Big city cop finds career opportunity in Shawnee
Saturday, August 6th 2005, 2:31 pm
By: News On 6
SHAWNEE, Okla. (AP) _ The night before he was sworn in as chief of the Shawnee Police Department, Mike Chitwood awoke at 2:30 a.m. to go to the bathroom. He happened to glance out the window and saw a man trying car doors in his apartment's parking lot.
He grabbed his gun and cell phone and crept outside, where he squatted behind a bush and watched the man begin working on the window of a truck with a screwdriver. Chitwood called 911 for help, but by the time squad cars arrived, he had the burglar on the ground, holding a gun against his ear.
``As I saw those cars rolling into the parking lot, I felt like I was home,'' Chitwood said.
He's actually a long way from home.
The Philadelphia native left his job as homicide lieutenant for the police department in that city of 1.5 million people in May to become police chief in Shawnee, population 30,000, in Central Oklahoma about 40 miles east of Oklahoma City.
``This is the hardest thing I've ever done in my life,'' said Chitwood, 41. ``If there's a bad day, there ain't nobody's shoulder to lean on when I get home. It's sink or swim.''
In his 17 years with the Philadelphia Police Department, he won 58 commendations for valor, bravery, heroism and merit.
Now he's getting accustomed to life in a small town. Traffic jams and crowds are few and far between. He has switched from hoagies to Subway sandwiches. There are more houses with yards, the streets are cleaner and he says the residents are more friendly.
``In Philadelphia when you go out running in the morning, you run in the street and people would give you the finger or flash you or cut right in front of you like you aren't even there,'' Chitwood said. ``Here at 5 in the morning, you think they're giving you the finger but they're actually just waving at you.''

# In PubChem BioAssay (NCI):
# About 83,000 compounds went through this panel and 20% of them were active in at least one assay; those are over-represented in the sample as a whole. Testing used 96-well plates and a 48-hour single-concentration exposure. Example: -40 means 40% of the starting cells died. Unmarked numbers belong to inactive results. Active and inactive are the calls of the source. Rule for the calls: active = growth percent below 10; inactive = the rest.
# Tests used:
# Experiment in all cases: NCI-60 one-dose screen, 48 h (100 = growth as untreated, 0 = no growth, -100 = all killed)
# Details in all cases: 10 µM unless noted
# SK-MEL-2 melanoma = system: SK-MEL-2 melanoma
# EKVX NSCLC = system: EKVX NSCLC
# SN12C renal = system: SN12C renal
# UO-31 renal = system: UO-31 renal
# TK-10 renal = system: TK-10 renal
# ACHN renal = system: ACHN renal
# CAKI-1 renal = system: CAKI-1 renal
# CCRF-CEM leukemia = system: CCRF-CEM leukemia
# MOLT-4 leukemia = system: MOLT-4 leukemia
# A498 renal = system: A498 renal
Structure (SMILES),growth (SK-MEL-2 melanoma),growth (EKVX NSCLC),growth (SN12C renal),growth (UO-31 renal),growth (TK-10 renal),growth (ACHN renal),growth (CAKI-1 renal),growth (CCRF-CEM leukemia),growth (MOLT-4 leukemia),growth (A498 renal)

The locals sometimes have trouble making sense of Chitwood's thick Philadelphia accent.
``My line is I promise to talk slower if they'll listen faster,'' Chitwood said. ``I'm moving at 100 rpms and a lot of people in Oklahoma move at 50 rpms, so I end up repeating myself a lot.''
In Philadelphia, the department has a diverse force of 7,000 officers, compared to Shawnee's all-white 52 _ something Chitwood hopes to remedy next year by recruiting minorities.
Homicide is the biggest crime in Philadelphia, with 209 so far this year, while Shawnee has had none, and its most frequent crime is burglaries.
Chitwood, who will earn about $80,000 a year as chief, took a pay cut of more than $20,000 to come to Shawnee and left behind close family members, but he said it's worth it if he can further his career and accomplish his ultimate goal of heading a big city police department.
His father, Mike Chitwood Sr., also was a highly decorated Philadelphia police officer when he was named the police chief in Portland, Maine, 17 years ago. Later this month, he will become superintendant of police in the Philadelphia suburb of Upper Darby.
In the nearly three months Chitwood Jr. has been in Shawnee, he has led sting operations at local pawn shops, staked out parking lots to catch car burglars and tackled underage drinking. He is bringing in new technology, revamping the detective division and involving citizens with monthly neighborhood watch meetings.
The pawn shop stings upset some local business owners who said the department's undercover operation, which featured someone posing as a customer wanting to pawn a stolen camera, was heavy-handed. Chitwood responded publicly by asking the pawn shops to open their inventory rooms so theft victims could look for stolen items.
Shawnee City Manager Jim Collard is delighted with Chitwood's performance.
``We're elated that he's here and we hope he stays a long time,'' Collard said. ``He's already made a big impact. The community loves him, but he's already earned that in a very short time.''
John Timoney, who was Philadelphia police commissioner and is now police chief in Miami, recommended Chitwood for the position in Shawnee.
``I spent 29 years in NYPD and four years in Philadelphia, and he's the best I've ever seen,'' Timoney said. ``He's tenacious, he's got a great work ethic and he will hunt them down.''
While Chitwood's ultimate goal is to head a big city department, he holds out the possibility that he may stay in Shawnee for many years.
``You can't talk about the future because who knows what the future holds,'' he said. ``As long as I'm effective and as long as the community wants me to be here, then I'm going to be here.''
And after 17 years chasing criminals, kicking down front doors and putting thieves and murderers away, Chitwood said he wants to remain an active law enforcement officer and not just a desk commander:
``Even though I'm chief, I still like to be able to jump out of a car and run the bad guy down.''